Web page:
Albumin Excretion Rate (AER)
To eliminate the intra-individual day-to-day variability of AER, three consecutive 24 h urine collections were used. In addition, to assess the completeness of a 24 h urine collection, measurements of urinary rate of clearance of creatinine were evaluated. AER was measured by immunonephelometric assay (Bohering Institute; limit of detection, 0.1 mg/dl; Inter-assay coefficient 3.5%). Patients were defined as microalbuminuric if the level of AER was ≥ 20 and < 300 mg/24 h.
All patients underwent an echocardiography examination M and B-mode, by a computerized echocardiography (ESAOTE, Italy) for the determination of the following parameters: 1) left ventricular telediastolic internal diameter (LVIDd), 2) interventricular septum (IVSTd), and 3) posterior wall thickness (PWTd). The Penn convention was used to calculate left ventricular mass (LVM). LVM was normalized for height to the 2.7 power . Accordingly, all the hypertensives with LVM/h2.7 ≥ 50 g/m2.7 for men and ≥ 47 g/m2.7 for women were considered to have left ventricular hypertrophy (LVH). The relative wall thickness (RWT) [(PWTd/LVIDd)x2] was also calculated. Ejection fraction from left ventricular end-diastolic and end-systolic volumes was measured from the apical four chamber view, using the ellipsoidal single-plane algorithm. Mean ejection fraction was automatically calculated by the echocardiographic processing system. In our laboratory the ejection fraction calculated over five consecutive beats permitted optimal reproducibility and accuracy.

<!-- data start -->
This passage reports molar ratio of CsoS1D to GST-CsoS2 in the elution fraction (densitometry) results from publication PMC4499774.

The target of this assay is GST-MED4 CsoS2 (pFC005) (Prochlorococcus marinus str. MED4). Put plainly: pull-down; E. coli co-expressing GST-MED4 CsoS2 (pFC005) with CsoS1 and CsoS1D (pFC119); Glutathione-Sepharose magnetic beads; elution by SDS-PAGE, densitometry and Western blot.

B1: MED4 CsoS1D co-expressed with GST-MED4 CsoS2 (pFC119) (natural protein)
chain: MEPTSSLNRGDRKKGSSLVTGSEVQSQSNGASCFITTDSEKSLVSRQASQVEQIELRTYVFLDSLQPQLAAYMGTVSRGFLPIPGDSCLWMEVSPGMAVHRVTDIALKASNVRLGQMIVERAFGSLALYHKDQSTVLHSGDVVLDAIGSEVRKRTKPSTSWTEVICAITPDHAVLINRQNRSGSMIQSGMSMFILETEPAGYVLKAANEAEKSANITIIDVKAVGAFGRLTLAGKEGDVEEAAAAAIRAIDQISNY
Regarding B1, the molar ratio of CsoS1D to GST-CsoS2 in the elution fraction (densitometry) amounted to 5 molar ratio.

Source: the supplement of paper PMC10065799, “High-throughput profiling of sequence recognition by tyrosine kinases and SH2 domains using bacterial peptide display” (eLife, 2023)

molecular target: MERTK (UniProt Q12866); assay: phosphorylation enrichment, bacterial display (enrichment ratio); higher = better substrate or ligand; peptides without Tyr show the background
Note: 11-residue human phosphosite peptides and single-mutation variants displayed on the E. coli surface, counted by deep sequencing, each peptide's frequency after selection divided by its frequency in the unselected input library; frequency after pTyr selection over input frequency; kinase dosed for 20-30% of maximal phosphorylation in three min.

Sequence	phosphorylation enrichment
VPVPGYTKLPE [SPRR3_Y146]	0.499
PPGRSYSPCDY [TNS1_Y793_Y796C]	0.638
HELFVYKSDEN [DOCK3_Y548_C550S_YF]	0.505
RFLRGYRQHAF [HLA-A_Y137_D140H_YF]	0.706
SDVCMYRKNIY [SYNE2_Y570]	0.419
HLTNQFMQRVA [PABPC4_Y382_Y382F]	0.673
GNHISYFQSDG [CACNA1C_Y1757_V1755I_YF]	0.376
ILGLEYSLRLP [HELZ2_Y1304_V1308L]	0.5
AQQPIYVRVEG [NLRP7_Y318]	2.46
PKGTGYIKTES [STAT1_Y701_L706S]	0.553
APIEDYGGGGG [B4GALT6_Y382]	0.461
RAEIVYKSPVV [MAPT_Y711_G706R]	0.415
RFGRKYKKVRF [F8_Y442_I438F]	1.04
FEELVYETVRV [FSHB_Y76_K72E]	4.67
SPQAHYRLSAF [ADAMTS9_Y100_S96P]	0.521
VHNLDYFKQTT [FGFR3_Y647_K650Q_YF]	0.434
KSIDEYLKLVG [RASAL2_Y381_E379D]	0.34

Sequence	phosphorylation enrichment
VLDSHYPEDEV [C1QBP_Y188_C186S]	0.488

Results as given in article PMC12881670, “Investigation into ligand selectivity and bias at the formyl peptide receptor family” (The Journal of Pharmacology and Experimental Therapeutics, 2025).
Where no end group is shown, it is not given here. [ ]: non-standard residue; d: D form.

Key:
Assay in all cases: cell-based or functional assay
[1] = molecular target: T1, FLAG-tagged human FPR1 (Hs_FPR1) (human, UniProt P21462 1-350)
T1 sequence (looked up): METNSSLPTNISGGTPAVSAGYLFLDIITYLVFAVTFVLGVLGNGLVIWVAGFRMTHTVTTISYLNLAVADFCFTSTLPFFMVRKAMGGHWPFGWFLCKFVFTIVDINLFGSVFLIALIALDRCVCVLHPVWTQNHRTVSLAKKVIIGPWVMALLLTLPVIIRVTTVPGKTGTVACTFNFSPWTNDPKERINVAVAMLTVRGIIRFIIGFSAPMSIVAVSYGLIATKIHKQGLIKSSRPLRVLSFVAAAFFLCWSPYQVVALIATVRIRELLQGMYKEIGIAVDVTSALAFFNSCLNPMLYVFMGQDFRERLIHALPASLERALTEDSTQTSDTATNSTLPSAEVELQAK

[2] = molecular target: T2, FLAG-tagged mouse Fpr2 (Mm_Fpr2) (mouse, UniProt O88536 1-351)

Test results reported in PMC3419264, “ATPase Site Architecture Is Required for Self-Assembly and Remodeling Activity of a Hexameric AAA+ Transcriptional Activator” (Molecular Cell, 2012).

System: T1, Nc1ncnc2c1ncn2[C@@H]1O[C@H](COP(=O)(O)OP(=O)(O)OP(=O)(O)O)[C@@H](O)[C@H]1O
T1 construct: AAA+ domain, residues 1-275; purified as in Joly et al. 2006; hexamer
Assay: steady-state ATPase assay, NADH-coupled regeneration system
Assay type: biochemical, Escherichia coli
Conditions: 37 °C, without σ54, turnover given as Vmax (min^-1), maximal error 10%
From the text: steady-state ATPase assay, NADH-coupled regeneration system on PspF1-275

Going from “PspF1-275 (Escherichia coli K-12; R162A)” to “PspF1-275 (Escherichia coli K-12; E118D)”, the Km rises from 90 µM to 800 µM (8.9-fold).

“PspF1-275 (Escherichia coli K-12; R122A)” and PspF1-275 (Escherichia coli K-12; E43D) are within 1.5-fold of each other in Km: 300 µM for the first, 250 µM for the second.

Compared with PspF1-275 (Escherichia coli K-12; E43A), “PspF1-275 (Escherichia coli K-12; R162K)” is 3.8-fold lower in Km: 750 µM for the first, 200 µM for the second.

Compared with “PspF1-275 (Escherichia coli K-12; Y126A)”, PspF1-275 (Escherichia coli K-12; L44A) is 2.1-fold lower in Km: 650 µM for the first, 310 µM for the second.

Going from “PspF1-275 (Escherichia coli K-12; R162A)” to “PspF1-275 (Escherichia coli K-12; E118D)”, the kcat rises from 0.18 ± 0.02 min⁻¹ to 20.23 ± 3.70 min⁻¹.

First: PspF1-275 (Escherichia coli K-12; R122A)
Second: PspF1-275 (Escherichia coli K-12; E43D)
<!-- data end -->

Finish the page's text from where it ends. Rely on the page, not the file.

LV relaxation and filling were evaluated by pulsed-wave Doppler interrogation of the LV inflow tract from the apical four-chamber view, with the sample volume placed at the tips of the mitral valve. After a stable signal of the transmitral flow velocity was obtained, the Doppler cursor was moved toward the LV outflow tract in the apical five-chamber view for recording both mitral and aortic signals, including the closing click of the aortic valve and the opening click of the mitral valve. Doppler signals were recorded at high speed (80–120 mm/s) with the subjects in held expiration. An average of five beats was used for analysis.
Isovolumic relaxation time (IVRT) was calculated as the time from the closure click of the aortic valve to the opening click of the mitral valve. When either the closing or opening click was not identified, the time from the end of the aortic flow to the onset of mitral flow from the continuous wave interrogation of the LV inflow-outflow tract was used. Peak early transmitral flow velocity (E), peak late transmitral flow velocity (A), and the deceleration time of E velocity (DTE) were measured at the tips of mitral leaflets at the maximum amplitude of E velocity. DTE was measured as the time from peak E velocity to the time when E wave descent intercepts the zero line.
Arterial carotid wall was evaluated with high resolution B-mode ultrasonography with an ultrasound device (TOSHIBA SSA 270HG) equipped with a linear (7.5 MHz) transducer. Subjects were examined in the supine position with slight hyperextension of the neck on a longitudinal two-dimensional ultrasound image of carotid, the near and far arterial wall are displayed as two bright white lines separated by hypoechogenic space. The distance between the leading edge of the first bright line on the far wall (lume-intima interface) and the leading edge of the second bright line (media-adventitia interface) indicates the intima-media thickness of the far wall. A 1.5 cm segment of the common carotid artery (immediately caudal to the carotid bulb) and the proximal 1.5 cm segment of the internal carotid artery was considered. Within each segment, three measurements of IMT were taken ad wall thickness was not measured at the site of a discrete plaque.